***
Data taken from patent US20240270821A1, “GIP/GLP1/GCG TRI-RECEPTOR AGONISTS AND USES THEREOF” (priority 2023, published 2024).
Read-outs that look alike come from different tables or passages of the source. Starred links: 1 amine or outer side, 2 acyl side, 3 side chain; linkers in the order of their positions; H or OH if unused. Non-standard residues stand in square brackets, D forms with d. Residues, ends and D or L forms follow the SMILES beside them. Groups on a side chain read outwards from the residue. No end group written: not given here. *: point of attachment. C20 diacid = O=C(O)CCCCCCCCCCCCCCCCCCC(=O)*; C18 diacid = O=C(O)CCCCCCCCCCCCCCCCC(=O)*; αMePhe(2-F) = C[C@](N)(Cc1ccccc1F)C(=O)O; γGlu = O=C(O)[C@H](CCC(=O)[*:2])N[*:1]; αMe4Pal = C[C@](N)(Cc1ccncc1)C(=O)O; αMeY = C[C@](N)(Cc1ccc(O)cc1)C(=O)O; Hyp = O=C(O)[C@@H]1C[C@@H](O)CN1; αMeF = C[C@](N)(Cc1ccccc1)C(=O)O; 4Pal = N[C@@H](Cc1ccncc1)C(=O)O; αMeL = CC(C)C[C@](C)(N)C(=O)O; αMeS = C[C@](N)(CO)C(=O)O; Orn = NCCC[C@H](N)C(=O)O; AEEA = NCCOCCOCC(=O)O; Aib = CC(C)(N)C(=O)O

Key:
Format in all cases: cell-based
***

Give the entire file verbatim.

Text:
Data taken from patent US20240270821A1, “GIP/GLP1/GCG TRI-RECEPTOR AGONISTS AND USES THEREOF” (priority 2023, published 2024).
Read-outs that look alike come from different tables or passages of the source. Starred links: 1 amine or outer side, 2 acyl side, 3 side chain; linkers in the order of their positions; H or OH if unused. Non-standard residues stand in square brackets, D forms with d. Residues, ends and D or L forms follow the SMILES beside them. Groups on a side chain read outwards from the residue. No end group written: not given here. *: point of attachment. C20 diacid = O=C(O)CCCCCCCCCCCCCCCCCCC(=O)*; C18 diacid = O=C(O)CCCCCCCCCCCCCCCCC(=O)*; αMePhe(2-F) = C[C@](N)(Cc1ccccc1F)C(=O)O; γGlu = O=C(O)[C@H](CCC(=O)[*:2])N[*:1]; αMe4Pal = C[C@](N)(Cc1ccncc1)C(=O)O; αMeY = C[C@](N)(Cc1ccc(O)cc1)C(=O)O; Hyp = O=C(O)[C@@H]1C[C@@H](O)CN1; αMeF = C[C@](N)(Cc1ccccc1)C(=O)O; 4Pal = N[C@@H](Cc1ccncc1)C(=O)O; αMeL = CC(C)C[C@](C)(N)C(=O)O; αMeS = C[C@](N)(CO)C(=O)O; Orn = NCCC[C@H](N)C(=O)O; AEEA = NCCOCCOCC(=O)O; Aib = CC(C)(N)C(=O)O

Key:
Format in all cases: cell-based